Kenyan President Mwai Kibaki Tuesday has conceded defeat in a contest over a government-backed constitution draft.
The speech in which President Mwai Kibaki conceded defeat in the constitutional referendum contest was televised from Nairobi Tuesday and came ahead of the final vote tally.
He said the outcome was a clear verdict that the proposed constitution is not acceptable to the majority of Kenyans and commended them for participating in what he termed a major leap in the democratic governance in the country.
After more than 12 hours of ballot counting, electoral commission chairman, Samuel Kivuitu, declared that opponents of the proposed constitution, the so-called orange team, had won Monday's referendum.
"For 'Yes' is 2,532,918 and that is 43% of the voters who voted," he said. "For 'No,' orange as you prefer to call it, is 3,548,477."
Opponents of the draft document say it concentrated too much power in the office of the president and not enough in the newly-proposed prime minister post.
Speaking shortly after the announcement of the final results in Nairobi, leader of the opposition, Uhuru Kenyatta, extended an olive branch to supporters of the draft, who were united under the symbol of the banana.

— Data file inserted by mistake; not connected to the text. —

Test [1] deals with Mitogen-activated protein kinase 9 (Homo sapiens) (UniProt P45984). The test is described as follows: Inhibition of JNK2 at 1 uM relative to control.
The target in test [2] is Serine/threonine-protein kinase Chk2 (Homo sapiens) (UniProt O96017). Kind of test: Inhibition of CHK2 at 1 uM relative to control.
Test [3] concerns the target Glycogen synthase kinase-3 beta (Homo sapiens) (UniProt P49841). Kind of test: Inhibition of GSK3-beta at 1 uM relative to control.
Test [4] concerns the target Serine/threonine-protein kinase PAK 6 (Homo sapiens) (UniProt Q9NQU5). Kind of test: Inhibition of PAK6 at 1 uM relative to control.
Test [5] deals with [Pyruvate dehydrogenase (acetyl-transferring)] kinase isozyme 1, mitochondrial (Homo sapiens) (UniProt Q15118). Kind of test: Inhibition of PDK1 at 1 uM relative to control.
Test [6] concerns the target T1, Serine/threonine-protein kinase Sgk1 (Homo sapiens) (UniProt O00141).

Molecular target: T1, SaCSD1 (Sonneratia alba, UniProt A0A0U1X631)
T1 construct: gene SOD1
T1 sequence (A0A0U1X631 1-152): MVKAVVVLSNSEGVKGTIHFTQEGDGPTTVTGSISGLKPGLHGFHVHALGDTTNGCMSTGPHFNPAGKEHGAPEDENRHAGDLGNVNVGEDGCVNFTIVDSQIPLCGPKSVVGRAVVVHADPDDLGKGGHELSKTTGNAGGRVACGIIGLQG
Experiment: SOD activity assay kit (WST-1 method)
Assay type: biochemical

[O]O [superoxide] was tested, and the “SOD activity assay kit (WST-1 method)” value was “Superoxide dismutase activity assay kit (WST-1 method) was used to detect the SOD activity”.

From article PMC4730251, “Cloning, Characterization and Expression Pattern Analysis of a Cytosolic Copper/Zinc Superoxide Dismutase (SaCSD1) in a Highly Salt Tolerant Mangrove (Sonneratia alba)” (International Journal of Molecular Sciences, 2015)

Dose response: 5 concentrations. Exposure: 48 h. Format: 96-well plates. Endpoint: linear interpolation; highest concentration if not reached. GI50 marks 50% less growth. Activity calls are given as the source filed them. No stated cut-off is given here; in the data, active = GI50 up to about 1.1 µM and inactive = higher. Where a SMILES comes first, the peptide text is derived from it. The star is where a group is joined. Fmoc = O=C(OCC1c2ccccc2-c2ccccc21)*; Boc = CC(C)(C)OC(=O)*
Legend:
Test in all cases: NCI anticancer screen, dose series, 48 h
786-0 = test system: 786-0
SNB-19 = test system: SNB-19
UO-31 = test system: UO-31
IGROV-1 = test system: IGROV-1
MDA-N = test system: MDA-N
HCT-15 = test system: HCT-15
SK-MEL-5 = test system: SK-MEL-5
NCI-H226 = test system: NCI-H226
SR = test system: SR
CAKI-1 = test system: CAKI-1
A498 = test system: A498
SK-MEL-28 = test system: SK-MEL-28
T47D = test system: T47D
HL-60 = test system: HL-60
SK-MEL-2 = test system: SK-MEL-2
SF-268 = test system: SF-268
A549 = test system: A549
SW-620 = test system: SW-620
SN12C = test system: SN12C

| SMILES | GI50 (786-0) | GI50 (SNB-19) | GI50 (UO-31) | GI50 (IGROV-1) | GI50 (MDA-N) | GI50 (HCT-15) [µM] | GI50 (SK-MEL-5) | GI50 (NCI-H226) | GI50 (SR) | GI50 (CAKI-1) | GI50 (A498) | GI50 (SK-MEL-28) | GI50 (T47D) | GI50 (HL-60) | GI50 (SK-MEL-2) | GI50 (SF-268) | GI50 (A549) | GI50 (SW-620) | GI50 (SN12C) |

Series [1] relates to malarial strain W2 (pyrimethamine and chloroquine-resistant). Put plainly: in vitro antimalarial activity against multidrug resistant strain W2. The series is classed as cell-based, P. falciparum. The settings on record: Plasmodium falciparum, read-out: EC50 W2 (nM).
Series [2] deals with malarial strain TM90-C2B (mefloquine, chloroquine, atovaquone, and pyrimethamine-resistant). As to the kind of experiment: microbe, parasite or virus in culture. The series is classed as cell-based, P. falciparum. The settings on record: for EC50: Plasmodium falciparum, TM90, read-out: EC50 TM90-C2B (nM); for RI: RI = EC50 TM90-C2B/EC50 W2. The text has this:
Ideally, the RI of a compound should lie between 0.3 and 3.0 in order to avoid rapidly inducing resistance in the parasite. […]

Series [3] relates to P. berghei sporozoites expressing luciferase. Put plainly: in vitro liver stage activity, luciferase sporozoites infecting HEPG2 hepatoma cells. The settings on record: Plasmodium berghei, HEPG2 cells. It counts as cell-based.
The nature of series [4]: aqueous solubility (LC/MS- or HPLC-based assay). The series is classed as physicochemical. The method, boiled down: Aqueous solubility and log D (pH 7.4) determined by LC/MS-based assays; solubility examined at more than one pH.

"Now that the people of Kenya have decisively spoken, and in the spirit of genuine reconciliation we invite our colleagues in the banana camp to join us in expeditiously charting the way forward for a new constitutional dispensation for our country," he said.
This is the first time Kenyans were able to vote on such a document. The current constitution dates back to the time of independence from British colonial rule 42 years ago.
Analysts say the outcome of the poll should mark a turning point in Mr. Kibaki's presidency.
"As of now probably there could be some kind of soberness for him to look at the result of this referendum as something demanding some kind of reflection," said Mr. Musambai Katumanga, a lecturer of political science at the University of Nairobi. "It would be foolhardy to go ahead and sack people on the other side because you would be sacking regions from the government and that will not help the government to achieve its objectives."
During the campaign President Kibaki had threatened to sack cabinet ministers opposed to the draft, which was a modified version of an earlier document that representatives from all across the country put together after a two-year process. Dubbed the "Bomas draft," parliament proceeded to amend the document to its present form.
Opponents, led by roads minister Raila Odinga, argue that the draft is a major departure from the Bomas draft. Proponents said it was a true reflection of what Kenyans want.